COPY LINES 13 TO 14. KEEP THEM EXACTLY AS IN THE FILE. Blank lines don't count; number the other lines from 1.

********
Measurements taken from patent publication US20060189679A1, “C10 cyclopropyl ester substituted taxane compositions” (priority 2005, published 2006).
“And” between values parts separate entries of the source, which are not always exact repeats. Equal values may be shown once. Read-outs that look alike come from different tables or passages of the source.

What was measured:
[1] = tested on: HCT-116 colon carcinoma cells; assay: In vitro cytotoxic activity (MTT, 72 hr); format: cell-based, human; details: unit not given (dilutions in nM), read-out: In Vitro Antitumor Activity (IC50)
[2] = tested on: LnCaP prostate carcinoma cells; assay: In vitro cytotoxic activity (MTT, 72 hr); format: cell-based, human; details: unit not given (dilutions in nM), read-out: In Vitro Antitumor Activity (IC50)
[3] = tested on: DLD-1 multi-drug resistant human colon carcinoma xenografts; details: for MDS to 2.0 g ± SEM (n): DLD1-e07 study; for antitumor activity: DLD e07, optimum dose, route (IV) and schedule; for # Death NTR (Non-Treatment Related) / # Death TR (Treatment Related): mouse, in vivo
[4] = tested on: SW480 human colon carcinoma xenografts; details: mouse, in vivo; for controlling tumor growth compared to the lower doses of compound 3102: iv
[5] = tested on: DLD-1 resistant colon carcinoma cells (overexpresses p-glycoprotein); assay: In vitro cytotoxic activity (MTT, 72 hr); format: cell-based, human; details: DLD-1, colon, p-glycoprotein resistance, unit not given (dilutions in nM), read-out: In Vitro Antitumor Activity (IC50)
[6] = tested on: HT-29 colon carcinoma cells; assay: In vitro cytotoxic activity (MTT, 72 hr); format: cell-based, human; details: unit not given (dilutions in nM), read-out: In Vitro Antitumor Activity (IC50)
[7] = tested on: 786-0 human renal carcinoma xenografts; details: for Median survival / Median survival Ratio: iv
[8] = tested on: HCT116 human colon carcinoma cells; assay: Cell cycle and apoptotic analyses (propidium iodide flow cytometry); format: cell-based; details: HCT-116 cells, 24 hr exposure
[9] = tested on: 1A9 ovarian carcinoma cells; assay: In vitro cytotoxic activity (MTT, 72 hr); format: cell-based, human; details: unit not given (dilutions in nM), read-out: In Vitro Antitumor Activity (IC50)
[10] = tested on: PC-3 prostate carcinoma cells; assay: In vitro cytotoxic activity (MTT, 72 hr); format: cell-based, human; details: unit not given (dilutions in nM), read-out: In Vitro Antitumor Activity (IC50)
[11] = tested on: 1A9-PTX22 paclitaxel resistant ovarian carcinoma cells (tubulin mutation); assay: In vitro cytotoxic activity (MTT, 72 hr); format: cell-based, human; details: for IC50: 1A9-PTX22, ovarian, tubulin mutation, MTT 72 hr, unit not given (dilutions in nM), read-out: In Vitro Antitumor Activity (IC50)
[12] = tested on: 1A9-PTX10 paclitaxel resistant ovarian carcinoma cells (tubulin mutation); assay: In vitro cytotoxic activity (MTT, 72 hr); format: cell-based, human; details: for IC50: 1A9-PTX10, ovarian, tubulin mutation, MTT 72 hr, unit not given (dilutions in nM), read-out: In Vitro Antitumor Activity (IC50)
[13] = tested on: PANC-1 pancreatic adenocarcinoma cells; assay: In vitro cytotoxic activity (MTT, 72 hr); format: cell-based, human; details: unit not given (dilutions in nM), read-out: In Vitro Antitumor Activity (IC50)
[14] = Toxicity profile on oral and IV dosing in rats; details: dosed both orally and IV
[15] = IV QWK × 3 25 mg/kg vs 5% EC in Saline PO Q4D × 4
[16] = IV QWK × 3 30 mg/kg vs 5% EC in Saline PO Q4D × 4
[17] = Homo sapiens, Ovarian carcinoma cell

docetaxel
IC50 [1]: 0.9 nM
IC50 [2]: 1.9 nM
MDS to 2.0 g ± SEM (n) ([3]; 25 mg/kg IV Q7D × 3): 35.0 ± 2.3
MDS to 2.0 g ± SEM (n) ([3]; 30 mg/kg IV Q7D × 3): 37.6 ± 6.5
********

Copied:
[10] = tested on: PC-3 prostate carcinoma cells; assay: In vitro cytotoxic activity (MTT, 72 hr); format: cell-based, human; details: unit not given (dilutions in nM), read-out: In Vitro Antitumor Activity (IC50)
[11] = tested on: 1A9-PTX22 paclitaxel resistant ovarian carcinoma cells (tubulin mutation); assay: In vitro cytotoxic activity (MTT, 72 hr); format: cell-based, human; details: for IC50: 1A9-PTX22, ovarian, tubulin mutation, MTT 72 hr, unit not given (dilutions in nM), read-out: In Vitro Antitumor Activity (IC50)